A fitting epilogue to the tumultuous battle for the Jewish vote appeared in newspapers across the country during the final week of November. With the election behind him, Ulysses S. Grant permitted his private letter to Isaac Newton Morris concerning General Orders No. 11 to be handed over to the press. It told Jews just what they wanted to hear from the president-elect: “I do not pretend to sustain the Order.” While Grant’s self-serving explanation—“the order was issued and sent without any reflection and without thinking of the Jews as a sect or race”—did not actually bear close scrutiny, Jews were thrilled with the general’s forthright, unambiguous, and appropriately italicized concluding declaration: “I have no prejudice against sect or race, but want each individual to be judged by his own merit. Orders No. 11 does not sustain this statement, I admit, but then I do not sustain that order. It never would have been issued if it had not been telegraphed the moment it was penned, and without reflection.”
After months of bitter internecine political battling, Jews cheerfully united in praise of Grant’s “noble and generous” letter. Isaac Mayer Wise, a prominent Reform rabbi and editor, who was the first to receive and publish it, felt sure that it “would be read with pleasure by all of our readers.” B’nai B’rith leader Benjamin F. Peixotto, who admitted to voting against Grant, rejoiced to the New York Times at how the letter “exonerates Gen. Grant from the imputation of prejudice and intolerance against the Jews, so long believed to be one of his characteristics.” The Occident, now edited by Mayer Sulzberger, a future Pennsylvania judge, perceptively viewed the letter as “a guide for those who so easily fall into [Grant’s] errors, but are so far from imitating his virtues.”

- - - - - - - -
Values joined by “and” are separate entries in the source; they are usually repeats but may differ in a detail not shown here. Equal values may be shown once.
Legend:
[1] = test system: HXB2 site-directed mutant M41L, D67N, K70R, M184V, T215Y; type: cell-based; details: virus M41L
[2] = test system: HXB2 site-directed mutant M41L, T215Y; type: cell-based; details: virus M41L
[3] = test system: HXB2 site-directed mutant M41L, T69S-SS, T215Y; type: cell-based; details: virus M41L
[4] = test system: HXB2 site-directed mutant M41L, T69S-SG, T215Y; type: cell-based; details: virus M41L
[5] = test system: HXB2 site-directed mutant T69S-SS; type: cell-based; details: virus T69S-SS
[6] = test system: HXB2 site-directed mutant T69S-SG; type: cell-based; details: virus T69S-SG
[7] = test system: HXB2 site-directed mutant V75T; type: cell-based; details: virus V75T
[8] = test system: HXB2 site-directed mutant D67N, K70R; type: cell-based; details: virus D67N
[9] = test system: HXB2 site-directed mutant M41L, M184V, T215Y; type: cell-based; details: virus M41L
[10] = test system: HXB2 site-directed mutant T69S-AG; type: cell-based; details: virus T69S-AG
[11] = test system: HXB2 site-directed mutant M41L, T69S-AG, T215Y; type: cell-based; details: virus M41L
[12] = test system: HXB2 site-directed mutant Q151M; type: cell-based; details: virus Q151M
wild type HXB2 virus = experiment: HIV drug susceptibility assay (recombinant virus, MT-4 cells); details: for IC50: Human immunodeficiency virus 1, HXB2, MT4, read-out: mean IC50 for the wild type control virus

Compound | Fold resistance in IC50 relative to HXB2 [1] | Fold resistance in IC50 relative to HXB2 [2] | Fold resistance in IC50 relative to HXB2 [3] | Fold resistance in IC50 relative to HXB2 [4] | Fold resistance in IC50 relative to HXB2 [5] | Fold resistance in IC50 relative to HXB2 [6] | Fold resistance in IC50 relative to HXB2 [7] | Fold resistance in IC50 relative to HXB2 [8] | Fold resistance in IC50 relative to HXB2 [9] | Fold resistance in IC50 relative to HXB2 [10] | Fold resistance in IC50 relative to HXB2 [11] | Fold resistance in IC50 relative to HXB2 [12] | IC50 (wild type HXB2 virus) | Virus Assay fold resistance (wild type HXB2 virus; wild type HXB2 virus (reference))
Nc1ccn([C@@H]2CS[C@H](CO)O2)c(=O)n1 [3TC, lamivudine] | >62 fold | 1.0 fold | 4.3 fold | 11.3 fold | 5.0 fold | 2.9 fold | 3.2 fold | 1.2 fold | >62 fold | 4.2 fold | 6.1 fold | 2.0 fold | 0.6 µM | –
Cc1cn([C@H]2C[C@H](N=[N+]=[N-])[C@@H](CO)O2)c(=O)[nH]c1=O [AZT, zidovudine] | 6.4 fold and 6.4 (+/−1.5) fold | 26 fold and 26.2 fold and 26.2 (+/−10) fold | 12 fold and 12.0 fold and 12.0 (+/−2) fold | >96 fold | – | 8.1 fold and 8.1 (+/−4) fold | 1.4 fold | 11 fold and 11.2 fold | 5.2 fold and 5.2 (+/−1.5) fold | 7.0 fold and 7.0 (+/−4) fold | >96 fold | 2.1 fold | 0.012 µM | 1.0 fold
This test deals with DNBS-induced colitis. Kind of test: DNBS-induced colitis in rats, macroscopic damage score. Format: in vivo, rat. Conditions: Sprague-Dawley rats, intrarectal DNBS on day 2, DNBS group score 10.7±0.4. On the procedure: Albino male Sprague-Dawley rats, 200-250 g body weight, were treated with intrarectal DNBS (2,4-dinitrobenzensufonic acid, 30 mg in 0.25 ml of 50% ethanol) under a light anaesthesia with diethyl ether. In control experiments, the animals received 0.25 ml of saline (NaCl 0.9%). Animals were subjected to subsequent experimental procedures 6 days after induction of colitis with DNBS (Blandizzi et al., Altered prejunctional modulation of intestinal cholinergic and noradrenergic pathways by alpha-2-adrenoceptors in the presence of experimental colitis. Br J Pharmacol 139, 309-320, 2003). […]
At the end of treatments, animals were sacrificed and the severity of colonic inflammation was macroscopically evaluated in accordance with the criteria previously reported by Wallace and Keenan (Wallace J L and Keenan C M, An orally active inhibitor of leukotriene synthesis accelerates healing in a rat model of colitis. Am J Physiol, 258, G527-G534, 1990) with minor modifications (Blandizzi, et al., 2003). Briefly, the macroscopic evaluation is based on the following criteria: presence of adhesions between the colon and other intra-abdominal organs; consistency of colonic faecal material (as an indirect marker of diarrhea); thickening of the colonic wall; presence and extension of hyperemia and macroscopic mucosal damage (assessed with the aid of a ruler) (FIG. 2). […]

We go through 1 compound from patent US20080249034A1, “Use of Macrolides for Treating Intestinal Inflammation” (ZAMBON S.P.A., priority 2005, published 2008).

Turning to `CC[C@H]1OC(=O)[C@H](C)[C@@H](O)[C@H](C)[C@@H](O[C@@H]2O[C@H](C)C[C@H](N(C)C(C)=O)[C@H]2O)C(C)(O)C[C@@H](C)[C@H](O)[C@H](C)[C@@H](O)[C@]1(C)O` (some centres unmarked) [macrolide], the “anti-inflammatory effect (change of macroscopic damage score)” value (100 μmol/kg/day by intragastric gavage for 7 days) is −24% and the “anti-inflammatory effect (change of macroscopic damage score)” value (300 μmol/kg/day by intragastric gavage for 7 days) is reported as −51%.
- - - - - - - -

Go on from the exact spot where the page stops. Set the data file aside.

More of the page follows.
What the Times characterized as this “frank and manly confession” lifted the taint of “Haman” from upon Grant’s shoulders. It did much to rehabilitate his image in Jewish eyes, restored Jews’ confidence in the country’s ideals, and added to the spirit of buoyant optimism that characterized American Jewish life as a whole at this time. Across the United States in the late 1860s, Jews were building magnificent synagogues and temples and looking forward with eager anticipation to a glorious “new era” characterized by liberalism, universalism, and interreligious cooperation. In calling for each individual to be judged according to his own merit, Grant’s letter provided reassurance that he shared many of these same lofty goals.
The so-called “upstanding Israelites,” many of them American bred, who labored to bring forth this new era of religious good feeling were far removed from the “Jews as a class” that Grant had expelled in 1862 for trading, smuggling, and speculating. Some of them, particularly Simon Wolf and the Seligman brothers, merchants and bankers, had contributed significantly to the Republican victory. They were, for the most part, self-made men who had been born poor, worked hard, and succeeded—just like the president-elect himself. The question, as Ulysses S. Grant now prepared for his inauguration, was what his future relationship with these upstanding Israelites would be.
This essay was excerpted and adapted from When General Grant Expelled the Jews, out today from Nextbook Press.